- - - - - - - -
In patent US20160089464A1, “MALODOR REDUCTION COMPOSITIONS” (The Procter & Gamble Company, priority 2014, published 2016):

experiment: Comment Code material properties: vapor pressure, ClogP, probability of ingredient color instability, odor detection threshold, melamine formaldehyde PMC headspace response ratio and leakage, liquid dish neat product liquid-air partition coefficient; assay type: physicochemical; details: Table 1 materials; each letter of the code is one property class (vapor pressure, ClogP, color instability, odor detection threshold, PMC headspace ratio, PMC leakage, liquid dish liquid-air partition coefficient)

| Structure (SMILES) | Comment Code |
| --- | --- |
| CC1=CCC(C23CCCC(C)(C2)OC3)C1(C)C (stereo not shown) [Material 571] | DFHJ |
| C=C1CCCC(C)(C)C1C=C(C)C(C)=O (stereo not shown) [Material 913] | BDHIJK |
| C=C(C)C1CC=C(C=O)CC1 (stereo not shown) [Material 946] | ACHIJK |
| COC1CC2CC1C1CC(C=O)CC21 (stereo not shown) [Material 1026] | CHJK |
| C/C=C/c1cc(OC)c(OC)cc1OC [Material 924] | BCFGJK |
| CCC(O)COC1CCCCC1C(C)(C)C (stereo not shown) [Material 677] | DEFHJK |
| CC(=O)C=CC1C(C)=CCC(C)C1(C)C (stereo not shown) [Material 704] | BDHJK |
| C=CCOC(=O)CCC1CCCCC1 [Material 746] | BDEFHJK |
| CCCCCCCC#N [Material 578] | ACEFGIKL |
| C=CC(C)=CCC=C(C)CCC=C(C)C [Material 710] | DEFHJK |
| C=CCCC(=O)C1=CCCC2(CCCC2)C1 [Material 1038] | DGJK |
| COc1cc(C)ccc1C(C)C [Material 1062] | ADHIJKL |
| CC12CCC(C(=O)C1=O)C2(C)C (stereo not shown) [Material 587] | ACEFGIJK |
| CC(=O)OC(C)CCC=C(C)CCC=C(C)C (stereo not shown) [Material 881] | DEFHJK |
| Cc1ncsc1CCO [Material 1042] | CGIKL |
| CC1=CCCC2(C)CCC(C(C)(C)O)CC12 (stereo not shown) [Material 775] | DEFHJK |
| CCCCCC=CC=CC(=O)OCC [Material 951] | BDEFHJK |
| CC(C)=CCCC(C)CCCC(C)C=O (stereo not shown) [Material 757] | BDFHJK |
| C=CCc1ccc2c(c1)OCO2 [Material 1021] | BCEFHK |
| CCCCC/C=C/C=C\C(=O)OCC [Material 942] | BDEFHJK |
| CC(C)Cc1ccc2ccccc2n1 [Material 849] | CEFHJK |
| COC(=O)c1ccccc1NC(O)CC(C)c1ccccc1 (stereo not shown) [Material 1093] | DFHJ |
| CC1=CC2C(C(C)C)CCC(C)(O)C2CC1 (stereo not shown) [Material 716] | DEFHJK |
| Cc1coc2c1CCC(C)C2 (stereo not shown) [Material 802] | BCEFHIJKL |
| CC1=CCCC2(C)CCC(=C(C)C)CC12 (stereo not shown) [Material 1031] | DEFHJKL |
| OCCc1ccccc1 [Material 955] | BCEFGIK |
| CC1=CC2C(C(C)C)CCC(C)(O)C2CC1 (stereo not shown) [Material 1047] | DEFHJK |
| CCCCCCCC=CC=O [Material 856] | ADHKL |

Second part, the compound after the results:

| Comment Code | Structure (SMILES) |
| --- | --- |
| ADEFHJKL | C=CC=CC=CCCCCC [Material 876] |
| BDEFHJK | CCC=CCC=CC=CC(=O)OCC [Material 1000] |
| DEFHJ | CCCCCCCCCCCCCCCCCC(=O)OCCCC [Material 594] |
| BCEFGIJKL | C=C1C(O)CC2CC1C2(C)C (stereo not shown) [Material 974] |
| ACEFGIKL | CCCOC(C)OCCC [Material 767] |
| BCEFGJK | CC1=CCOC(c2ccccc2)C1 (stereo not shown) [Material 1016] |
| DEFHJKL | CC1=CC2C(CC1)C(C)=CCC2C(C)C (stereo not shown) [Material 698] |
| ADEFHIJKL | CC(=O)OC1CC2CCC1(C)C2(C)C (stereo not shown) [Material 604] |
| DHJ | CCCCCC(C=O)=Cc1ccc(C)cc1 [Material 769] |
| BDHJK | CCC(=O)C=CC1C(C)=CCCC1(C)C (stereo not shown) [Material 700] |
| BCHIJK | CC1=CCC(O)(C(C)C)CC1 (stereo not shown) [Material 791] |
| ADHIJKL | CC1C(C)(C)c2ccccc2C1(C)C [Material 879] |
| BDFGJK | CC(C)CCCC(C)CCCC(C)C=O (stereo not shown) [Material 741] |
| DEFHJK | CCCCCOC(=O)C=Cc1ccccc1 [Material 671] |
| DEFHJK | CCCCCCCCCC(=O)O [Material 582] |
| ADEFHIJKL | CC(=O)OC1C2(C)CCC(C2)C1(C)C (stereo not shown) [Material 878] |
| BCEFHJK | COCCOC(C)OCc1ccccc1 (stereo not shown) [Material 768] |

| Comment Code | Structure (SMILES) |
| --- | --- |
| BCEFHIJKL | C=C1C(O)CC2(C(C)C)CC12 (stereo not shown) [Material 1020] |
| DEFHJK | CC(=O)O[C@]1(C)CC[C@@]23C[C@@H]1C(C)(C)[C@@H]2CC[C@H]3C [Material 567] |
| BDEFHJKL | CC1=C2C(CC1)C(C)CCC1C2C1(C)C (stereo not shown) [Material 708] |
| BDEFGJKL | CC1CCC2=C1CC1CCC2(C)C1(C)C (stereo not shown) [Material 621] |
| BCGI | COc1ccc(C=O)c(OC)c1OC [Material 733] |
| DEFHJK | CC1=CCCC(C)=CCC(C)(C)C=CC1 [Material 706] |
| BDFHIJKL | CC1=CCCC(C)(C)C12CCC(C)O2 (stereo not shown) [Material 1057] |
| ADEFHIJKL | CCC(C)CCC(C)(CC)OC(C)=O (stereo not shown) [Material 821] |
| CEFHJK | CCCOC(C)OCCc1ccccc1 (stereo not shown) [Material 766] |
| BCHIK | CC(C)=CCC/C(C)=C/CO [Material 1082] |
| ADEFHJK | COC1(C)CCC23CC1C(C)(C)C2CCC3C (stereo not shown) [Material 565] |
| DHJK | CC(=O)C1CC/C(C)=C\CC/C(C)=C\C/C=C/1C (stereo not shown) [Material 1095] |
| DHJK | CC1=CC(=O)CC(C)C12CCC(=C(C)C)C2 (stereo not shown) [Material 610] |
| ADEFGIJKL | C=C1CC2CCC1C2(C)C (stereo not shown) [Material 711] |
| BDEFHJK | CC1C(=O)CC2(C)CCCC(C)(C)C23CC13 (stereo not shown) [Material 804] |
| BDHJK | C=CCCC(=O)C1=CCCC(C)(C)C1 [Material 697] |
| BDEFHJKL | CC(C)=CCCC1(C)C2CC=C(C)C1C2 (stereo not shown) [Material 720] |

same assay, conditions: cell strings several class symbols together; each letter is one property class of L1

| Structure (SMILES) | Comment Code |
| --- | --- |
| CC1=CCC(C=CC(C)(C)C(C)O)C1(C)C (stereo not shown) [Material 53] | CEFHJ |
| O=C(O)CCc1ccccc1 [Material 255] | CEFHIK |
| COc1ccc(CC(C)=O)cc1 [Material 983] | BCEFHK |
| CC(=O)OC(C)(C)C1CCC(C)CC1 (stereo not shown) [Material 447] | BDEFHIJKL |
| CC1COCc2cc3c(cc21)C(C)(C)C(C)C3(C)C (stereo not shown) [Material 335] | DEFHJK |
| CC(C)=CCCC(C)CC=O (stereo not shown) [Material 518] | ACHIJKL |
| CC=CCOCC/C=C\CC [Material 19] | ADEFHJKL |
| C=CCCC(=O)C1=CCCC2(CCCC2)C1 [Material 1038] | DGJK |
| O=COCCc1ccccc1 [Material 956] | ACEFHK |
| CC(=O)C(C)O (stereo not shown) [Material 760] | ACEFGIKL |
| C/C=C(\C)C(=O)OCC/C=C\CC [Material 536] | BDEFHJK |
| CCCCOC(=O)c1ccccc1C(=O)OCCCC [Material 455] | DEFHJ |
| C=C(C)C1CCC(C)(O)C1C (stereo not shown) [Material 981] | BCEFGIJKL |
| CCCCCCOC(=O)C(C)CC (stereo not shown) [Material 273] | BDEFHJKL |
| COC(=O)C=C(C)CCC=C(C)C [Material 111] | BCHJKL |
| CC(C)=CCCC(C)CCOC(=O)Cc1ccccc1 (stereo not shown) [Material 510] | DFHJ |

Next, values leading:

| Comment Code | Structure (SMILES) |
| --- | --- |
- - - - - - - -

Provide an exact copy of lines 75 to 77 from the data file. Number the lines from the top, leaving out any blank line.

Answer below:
| CC1=CCC(C=CC(C)(C)C(C)O)C1(C)C (stereo not shown) [Material 53] | CEFHJ |
| O=C(O)CCc1ccccc1 [Material 255] | CEFHIK |
| COc1ccc(CC(C)=O)cc1 [Material 983] | BCEFHK |